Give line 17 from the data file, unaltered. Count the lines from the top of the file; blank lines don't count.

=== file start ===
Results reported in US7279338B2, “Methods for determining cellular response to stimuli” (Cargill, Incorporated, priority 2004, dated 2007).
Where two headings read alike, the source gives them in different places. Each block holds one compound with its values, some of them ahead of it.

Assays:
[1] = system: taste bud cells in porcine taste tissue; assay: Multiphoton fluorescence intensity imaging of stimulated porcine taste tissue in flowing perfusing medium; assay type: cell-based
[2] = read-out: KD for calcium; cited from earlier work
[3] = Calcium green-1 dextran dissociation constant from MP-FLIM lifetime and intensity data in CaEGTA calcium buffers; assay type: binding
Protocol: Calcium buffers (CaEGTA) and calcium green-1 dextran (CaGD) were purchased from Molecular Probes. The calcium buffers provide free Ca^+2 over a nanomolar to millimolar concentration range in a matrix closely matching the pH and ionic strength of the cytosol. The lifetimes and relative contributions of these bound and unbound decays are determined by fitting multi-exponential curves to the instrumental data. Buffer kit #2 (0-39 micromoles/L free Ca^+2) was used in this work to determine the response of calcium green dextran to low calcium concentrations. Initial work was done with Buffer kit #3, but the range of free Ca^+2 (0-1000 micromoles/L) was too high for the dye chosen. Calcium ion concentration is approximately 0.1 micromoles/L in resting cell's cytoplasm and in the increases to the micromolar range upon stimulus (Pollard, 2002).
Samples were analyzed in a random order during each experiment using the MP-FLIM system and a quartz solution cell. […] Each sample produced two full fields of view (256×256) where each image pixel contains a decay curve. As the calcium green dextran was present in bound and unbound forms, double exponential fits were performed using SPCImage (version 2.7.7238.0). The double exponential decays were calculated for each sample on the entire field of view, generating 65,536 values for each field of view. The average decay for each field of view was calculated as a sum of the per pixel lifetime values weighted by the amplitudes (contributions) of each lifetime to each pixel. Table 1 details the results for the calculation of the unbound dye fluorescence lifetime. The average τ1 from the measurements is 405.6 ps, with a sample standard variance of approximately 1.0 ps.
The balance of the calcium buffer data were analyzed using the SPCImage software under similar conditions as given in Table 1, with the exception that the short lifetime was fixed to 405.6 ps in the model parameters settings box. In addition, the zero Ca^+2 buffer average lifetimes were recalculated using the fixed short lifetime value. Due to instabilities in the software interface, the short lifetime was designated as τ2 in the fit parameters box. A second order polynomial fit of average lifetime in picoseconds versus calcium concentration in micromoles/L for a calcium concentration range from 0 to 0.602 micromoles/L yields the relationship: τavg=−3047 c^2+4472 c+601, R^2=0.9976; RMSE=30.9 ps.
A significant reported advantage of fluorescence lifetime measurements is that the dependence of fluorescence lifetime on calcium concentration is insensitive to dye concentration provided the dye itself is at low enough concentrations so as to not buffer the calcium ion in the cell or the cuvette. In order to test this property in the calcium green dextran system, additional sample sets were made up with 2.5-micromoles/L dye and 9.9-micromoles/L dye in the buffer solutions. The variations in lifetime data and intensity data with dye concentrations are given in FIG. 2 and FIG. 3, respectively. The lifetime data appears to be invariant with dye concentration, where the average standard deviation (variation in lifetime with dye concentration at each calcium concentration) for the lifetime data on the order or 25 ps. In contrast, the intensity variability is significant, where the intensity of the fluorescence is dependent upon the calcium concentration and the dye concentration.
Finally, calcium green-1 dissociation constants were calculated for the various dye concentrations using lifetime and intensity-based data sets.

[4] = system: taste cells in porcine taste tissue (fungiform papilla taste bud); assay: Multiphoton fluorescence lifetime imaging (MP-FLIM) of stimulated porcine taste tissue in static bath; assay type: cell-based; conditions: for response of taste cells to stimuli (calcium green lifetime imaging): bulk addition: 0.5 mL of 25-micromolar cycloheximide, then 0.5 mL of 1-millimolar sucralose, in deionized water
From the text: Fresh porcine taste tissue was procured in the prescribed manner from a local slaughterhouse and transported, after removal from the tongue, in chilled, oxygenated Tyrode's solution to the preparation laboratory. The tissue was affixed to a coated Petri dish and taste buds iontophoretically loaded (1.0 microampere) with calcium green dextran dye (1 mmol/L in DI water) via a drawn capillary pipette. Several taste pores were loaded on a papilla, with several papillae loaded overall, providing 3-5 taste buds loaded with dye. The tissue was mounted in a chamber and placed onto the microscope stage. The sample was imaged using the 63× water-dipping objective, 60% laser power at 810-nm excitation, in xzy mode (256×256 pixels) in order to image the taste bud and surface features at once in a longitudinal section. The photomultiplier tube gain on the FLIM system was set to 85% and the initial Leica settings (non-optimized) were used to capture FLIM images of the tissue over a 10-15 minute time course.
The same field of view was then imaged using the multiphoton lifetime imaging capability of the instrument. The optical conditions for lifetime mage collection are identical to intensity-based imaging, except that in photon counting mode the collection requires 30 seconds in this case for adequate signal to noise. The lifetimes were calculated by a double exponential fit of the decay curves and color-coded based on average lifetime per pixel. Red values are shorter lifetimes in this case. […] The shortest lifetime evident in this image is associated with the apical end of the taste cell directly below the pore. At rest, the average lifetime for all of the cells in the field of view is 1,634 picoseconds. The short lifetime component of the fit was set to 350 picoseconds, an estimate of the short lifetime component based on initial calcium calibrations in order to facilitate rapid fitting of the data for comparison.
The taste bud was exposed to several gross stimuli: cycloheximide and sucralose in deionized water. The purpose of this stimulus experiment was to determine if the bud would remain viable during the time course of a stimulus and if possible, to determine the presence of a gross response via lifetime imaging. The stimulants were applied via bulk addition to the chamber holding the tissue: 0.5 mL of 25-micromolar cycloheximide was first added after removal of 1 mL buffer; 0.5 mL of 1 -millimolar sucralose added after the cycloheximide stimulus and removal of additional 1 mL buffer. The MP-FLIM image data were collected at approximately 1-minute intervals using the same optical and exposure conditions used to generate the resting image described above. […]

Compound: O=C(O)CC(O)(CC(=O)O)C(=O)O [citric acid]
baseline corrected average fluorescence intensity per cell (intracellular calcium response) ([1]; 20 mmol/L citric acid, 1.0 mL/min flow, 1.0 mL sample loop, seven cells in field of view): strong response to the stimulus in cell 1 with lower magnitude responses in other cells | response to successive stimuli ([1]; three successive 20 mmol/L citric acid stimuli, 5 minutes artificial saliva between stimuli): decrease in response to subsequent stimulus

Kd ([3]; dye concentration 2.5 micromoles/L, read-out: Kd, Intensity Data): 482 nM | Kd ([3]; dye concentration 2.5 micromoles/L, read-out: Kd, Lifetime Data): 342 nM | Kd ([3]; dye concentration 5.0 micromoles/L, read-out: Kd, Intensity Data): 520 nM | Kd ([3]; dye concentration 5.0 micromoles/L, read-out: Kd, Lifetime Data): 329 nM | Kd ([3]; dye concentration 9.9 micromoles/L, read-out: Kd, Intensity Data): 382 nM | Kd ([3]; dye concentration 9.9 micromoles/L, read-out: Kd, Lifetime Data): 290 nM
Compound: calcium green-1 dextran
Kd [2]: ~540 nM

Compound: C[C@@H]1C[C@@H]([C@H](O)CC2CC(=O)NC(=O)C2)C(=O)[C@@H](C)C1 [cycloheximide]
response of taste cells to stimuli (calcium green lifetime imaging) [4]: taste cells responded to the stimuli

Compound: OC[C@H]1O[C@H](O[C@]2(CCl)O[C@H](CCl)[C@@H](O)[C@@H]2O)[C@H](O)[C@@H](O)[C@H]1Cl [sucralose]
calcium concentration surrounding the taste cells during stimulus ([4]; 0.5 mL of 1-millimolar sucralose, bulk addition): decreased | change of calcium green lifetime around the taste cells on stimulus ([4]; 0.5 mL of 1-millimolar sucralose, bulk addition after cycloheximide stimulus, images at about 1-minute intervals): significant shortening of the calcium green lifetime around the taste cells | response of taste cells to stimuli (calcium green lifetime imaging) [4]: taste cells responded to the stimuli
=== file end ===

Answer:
baseline corrected average fluorescence intensity per cell (intracellular calcium response) ([1]; 20 mmol/L citric acid, 1.0 mL/min flow, 1.0 mL sample loop, seven cells in field of view): strong response to the stimulus in cell 1 with lower magnitude responses in other cells | response to successive stimuli ([1]; three successive 20 mmol/L citric acid stimuli, 5 minutes artificial saliva between stimuli): decrease in response to subsequent stimulus